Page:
• Create a restore point—a backup or image that captures the state of the machines—before deploying big updates like those from Patch Tuesday.

  • Establish a patching schedule and keep end users informed about it. It is recommended to set up a time for deploying patches and rebooting systems. Let end users know what needs to be done on their end for trouble-free patching.

  • Test the patches on a pilot group of systems before deploying them to the production environment. This will ensure that the patches do not interfere with the workings of other applications.

  • Since many users are working from home, they all might be working different hours; in this case, you can allow end users to skip deployment and scheduled reboots. This will give them the liberty to install updates at their convenience and avoid disrupting their work. Our patch management products come with options for user-defined deployment and reboot.

  • Most organizations are deploying patches using a VPN. To stop patch tasks from eating up your VPN bandwidth, install Critical patches and security updates first. You might want to hold off on deploying feature packs and cumulative updates since they are bulky updates and consume a lot of bandwidth.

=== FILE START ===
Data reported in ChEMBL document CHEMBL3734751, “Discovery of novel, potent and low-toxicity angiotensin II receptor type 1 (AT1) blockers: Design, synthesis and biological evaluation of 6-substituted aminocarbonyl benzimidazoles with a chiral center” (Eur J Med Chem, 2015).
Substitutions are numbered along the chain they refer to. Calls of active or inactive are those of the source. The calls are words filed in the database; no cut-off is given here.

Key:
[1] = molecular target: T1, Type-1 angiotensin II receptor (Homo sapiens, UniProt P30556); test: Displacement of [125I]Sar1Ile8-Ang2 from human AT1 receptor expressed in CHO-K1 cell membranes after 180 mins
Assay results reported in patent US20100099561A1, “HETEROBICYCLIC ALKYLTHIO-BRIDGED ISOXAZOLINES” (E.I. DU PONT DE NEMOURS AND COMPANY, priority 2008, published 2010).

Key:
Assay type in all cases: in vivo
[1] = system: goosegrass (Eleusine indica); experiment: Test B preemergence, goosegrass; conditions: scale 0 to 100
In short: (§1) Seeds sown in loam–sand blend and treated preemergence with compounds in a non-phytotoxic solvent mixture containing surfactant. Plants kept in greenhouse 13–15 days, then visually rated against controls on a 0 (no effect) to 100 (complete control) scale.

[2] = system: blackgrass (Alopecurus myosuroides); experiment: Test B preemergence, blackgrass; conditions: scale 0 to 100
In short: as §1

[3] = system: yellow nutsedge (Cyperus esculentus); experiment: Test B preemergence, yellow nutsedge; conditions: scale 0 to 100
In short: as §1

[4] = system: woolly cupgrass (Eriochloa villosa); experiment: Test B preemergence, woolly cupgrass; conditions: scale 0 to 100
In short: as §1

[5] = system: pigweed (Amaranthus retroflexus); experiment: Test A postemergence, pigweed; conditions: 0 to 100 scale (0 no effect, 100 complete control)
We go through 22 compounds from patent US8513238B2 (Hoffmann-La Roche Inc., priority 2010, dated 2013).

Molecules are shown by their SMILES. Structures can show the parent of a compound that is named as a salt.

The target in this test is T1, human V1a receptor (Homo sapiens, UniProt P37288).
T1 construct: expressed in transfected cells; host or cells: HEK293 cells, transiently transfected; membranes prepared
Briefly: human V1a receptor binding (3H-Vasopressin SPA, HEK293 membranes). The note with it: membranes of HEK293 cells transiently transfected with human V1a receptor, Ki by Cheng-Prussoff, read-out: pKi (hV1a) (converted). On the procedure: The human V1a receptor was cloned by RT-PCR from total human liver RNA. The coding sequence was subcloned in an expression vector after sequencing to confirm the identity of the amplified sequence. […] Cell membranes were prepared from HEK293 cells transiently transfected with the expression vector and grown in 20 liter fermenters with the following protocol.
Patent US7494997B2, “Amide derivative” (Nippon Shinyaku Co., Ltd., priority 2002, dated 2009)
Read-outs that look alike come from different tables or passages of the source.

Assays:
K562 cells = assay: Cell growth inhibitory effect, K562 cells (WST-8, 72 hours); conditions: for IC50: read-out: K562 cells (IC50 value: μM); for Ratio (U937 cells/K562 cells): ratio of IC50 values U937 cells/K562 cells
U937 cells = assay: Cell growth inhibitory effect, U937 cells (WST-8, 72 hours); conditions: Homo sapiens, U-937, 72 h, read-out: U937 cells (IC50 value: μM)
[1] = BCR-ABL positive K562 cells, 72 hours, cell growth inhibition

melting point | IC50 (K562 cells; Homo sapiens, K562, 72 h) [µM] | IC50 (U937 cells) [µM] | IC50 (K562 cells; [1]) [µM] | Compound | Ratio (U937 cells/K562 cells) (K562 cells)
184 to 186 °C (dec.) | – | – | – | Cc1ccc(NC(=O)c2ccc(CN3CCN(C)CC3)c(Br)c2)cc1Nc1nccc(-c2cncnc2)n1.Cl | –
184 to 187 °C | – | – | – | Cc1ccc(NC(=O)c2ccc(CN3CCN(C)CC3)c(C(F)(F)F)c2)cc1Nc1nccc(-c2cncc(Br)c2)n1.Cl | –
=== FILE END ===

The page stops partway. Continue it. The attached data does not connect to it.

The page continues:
• Schedule the non-security updates and security updates that are not rated Critical to be deployed after Patch Tuesday, such as during the third or fourth week of the month. You can also choose to decline certain updates if you feel they are not required in your environment.

  • Run patch reports to get a detailed view of the health status of your endpoints.

  • For machines belonging to users returning to the office after working remotely, check if they are compliant with your security policies. If not, quarantine them.

  • Install the latest updates and feature packs before deeming your back-to-office machines fit for production.

  • Take inventory of and remove apps that are now obsolete for your back-to-office machines, like remote collaboration software.

With Endpoint Central or Patch Manager Plus, you can completely automate the entire process of patch management, from testing patches to deploying them. You can also tailor patch tasks according to your current needs. For a hands-on experience with either of these products, try a free, 30-day trial and keep thousands of applications patched and secure.

Want to learn more about Patch Tuesday updates? Join our experts as they break down this month’s Patch Tuesday updates and offer in-depth analysis. You can also ask our experts questions and get answers to all your Patch Tuesday questions. Register for our free Patch Tuesday webinar.

Ready, get set, patch!